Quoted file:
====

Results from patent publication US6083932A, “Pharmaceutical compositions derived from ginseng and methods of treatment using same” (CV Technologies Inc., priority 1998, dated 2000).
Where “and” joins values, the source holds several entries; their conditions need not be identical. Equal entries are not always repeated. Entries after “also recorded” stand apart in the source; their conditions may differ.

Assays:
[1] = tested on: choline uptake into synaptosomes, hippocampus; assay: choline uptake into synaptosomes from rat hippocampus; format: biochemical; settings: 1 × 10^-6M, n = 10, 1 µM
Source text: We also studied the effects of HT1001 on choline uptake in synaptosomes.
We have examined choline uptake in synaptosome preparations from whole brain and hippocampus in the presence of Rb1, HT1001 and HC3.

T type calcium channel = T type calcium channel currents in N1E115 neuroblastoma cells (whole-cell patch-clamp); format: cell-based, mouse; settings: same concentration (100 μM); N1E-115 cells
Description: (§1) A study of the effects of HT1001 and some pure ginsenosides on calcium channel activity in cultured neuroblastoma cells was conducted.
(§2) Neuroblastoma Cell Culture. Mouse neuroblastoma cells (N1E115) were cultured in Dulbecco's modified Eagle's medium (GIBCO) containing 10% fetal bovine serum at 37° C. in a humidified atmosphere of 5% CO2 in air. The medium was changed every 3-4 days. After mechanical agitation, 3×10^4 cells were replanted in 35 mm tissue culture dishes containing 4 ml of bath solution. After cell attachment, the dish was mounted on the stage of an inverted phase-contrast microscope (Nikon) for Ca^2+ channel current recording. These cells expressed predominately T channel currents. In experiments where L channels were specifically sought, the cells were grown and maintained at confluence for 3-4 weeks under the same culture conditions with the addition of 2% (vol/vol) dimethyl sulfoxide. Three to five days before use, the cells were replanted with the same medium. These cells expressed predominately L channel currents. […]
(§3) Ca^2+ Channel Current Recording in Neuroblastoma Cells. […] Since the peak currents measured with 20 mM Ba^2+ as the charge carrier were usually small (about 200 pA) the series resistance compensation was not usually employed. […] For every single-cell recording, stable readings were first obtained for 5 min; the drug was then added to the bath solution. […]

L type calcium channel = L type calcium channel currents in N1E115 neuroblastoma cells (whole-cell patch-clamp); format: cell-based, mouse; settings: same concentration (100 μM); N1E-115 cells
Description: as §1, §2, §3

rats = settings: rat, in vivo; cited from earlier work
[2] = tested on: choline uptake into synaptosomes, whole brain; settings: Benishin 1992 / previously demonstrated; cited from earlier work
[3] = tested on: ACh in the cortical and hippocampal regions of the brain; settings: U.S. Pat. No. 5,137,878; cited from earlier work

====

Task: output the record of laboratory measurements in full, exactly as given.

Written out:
Results from patent publication US6083932A, “Pharmaceutical compositions derived from ginseng and methods of treatment using same” (CV Technologies Inc., priority 1998, dated 2000).
Where “and” joins values, the source holds several entries; their conditions need not be identical. Equal entries are not always repeated. Entries after “also recorded” stand apart in the source; their conditions may differ.

Assays:
[1] = tested on: choline uptake into synaptosomes, hippocampus; assay: choline uptake into synaptosomes from rat hippocampus; format: biochemical; settings: 1 × 10^-6M, n = 10, 1 µM
Source text: We also studied the effects of HT1001 on choline uptake in synaptosomes.
We have examined choline uptake in synaptosome preparations from whole brain and hippocampus in the presence of Rb1, HT1001 and HC3.

T type calcium channel = T type calcium channel currents in N1E115 neuroblastoma cells (whole-cell patch-clamp); format: cell-based, mouse; settings: same concentration (100 μM); N1E-115 cells
Description: (§1) A study of the effects of HT1001 and some pure ginsenosides on calcium channel activity in cultured neuroblastoma cells was conducted.
(§2) Neuroblastoma Cell Culture. Mouse neuroblastoma cells (N1E115) were cultured in Dulbecco's modified Eagle's medium (GIBCO) containing 10% fetal bovine serum at 37° C. in a humidified atmosphere of 5% CO2 in air. The medium was changed every 3-4 days. After mechanical agitation, 3×10^4 cells were replanted in 35 mm tissue culture dishes containing 4 ml of bath solution. After cell attachment, the dish was mounted on the stage of an inverted phase-contrast microscope (Nikon) for Ca^2+ channel current recording. These cells expressed predominately T channel currents. In experiments where L channels were specifically sought, the cells were grown and maintained at confluence for 3-4 weeks under the same culture conditions with the addition of 2% (vol/vol) dimethyl sulfoxide. Three to five days before use, the cells were replanted with the same medium. These cells expressed predominately L channel currents. […]
(§3) Ca^2+ Channel Current Recording in Neuroblastoma Cells. […] Since the peak currents measured with 20 mM Ba^2+ as the charge carrier were usually small (about 200 pA) the series resistance compensation was not usually employed. […] For every single-cell recording, stable readings were first obtained for 5 min; the drug was then added to the bath solution. […]

L type calcium channel = L type calcium channel currents in N1E115 neuroblastoma cells (whole-cell patch-clamp); format: cell-based, mouse; settings: same concentration (100 μM); N1E-115 cells
Description: as §1, §2, §3

rats = settings: rat, in vivo; cited from earlier work
[2] = tested on: choline uptake into synaptosomes, whole brain; settings: Benishin 1992 / previously demonstrated; cited from earlier work
[3] = tested on: ACh in the cortical and hippocampal regions of the brain; settings: U.S. Pat. No. 5,137,878; cited from earlier work